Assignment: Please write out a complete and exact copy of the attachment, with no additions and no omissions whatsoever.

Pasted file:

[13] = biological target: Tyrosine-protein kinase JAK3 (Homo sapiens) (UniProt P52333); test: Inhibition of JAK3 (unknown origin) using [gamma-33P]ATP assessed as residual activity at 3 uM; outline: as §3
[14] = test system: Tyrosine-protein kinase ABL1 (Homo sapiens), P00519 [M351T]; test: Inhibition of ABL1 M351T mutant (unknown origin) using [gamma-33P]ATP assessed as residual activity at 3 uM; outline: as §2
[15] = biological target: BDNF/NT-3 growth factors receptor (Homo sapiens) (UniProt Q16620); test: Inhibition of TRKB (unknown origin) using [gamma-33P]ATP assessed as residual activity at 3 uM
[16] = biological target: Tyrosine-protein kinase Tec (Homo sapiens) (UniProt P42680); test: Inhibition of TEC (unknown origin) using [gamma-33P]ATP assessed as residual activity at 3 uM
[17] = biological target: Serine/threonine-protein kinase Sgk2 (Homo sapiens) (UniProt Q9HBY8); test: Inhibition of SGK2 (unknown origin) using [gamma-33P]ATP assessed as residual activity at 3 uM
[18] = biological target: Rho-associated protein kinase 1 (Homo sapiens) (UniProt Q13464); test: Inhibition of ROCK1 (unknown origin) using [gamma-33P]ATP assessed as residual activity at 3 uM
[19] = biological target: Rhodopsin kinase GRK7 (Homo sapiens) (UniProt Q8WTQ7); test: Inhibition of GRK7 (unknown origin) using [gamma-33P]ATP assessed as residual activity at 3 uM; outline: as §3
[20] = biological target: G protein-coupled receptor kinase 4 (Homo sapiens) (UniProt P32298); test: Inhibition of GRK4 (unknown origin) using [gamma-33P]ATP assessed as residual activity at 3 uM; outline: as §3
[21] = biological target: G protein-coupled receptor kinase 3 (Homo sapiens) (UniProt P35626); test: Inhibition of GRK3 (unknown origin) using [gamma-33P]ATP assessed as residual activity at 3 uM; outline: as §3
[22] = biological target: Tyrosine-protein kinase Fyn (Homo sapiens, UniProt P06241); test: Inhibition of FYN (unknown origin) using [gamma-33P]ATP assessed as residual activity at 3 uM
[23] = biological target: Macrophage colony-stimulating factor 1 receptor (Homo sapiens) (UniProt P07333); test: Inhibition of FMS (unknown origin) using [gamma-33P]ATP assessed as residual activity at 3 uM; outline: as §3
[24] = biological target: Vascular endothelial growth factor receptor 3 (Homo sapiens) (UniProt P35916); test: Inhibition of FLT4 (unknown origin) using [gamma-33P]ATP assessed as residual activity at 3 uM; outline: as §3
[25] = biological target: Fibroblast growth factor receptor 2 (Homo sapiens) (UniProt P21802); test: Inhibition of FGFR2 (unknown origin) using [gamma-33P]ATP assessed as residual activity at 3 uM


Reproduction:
[13] = biological target: Tyrosine-protein kinase JAK3 (Homo sapiens) (UniProt P52333); test: Inhibition of JAK3 (unknown origin) using [gamma-33P]ATP assessed as residual activity at 3 uM; outline: as §3
[14] = test system: Tyrosine-protein kinase ABL1 (Homo sapiens), P00519 [M351T]; test: Inhibition of ABL1 M351T mutant (unknown origin) using [gamma-33P]ATP assessed as residual activity at 3 uM; outline: as §2
[15] = biological target: BDNF/NT-3 growth factors receptor (Homo sapiens) (UniProt Q16620); test: Inhibition of TRKB (unknown origin) using [gamma-33P]ATP assessed as residual activity at 3 uM
[16] = biological target: Tyrosine-protein kinase Tec (Homo sapiens) (UniProt P42680); test: Inhibition of TEC (unknown origin) using [gamma-33P]ATP assessed as residual activity at 3 uM
[17] = biological target: Serine/threonine-protein kinase Sgk2 (Homo sapiens) (UniProt Q9HBY8); test: Inhibition of SGK2 (unknown origin) using [gamma-33P]ATP assessed as residual activity at 3 uM
[18] = biological target: Rho-associated protein kinase 1 (Homo sapiens) (UniProt Q13464); test: Inhibition of ROCK1 (unknown origin) using [gamma-33P]ATP assessed as residual activity at 3 uM
[19] = biological target: Rhodopsin kinase GRK7 (Homo sapiens) (UniProt Q8WTQ7); test: Inhibition of GRK7 (unknown origin) using [gamma-33P]ATP assessed as residual activity at 3 uM; outline: as §3
[20] = biological target: G protein-coupled receptor kinase 4 (Homo sapiens) (UniProt P32298); test: Inhibition of GRK4 (unknown origin) using [gamma-33P]ATP assessed as residual activity at 3 uM; outline: as §3
[21] = biological target: G protein-coupled receptor kinase 3 (Homo sapiens) (UniProt P35626); test: Inhibition of GRK3 (unknown origin) using [gamma-33P]ATP assessed as residual activity at 3 uM; outline: as §3
[22] = biological target: Tyrosine-protein kinase Fyn (Homo sapiens, UniProt P06241); test: Inhibition of FYN (unknown origin) using [gamma-33P]ATP assessed as residual activity at 3 uM
[23] = biological target: Macrophage colony-stimulating factor 1 receptor (Homo sapiens) (UniProt P07333); test: Inhibition of FMS (unknown origin) using [gamma-33P]ATP assessed as residual activity at 3 uM; outline: as §3
[24] = biological target: Vascular endothelial growth factor receptor 3 (Homo sapiens) (UniProt P35916); test: Inhibition of FLT4 (unknown origin) using [gamma-33P]ATP assessed as residual activity at 3 uM; outline: as §3
[25] = biological target: Fibroblast growth factor receptor 2 (Homo sapiens) (UniProt P21802); test: Inhibition of FGFR2 (unknown origin) using [gamma-33P]ATP assessed as residual activity at 3 uM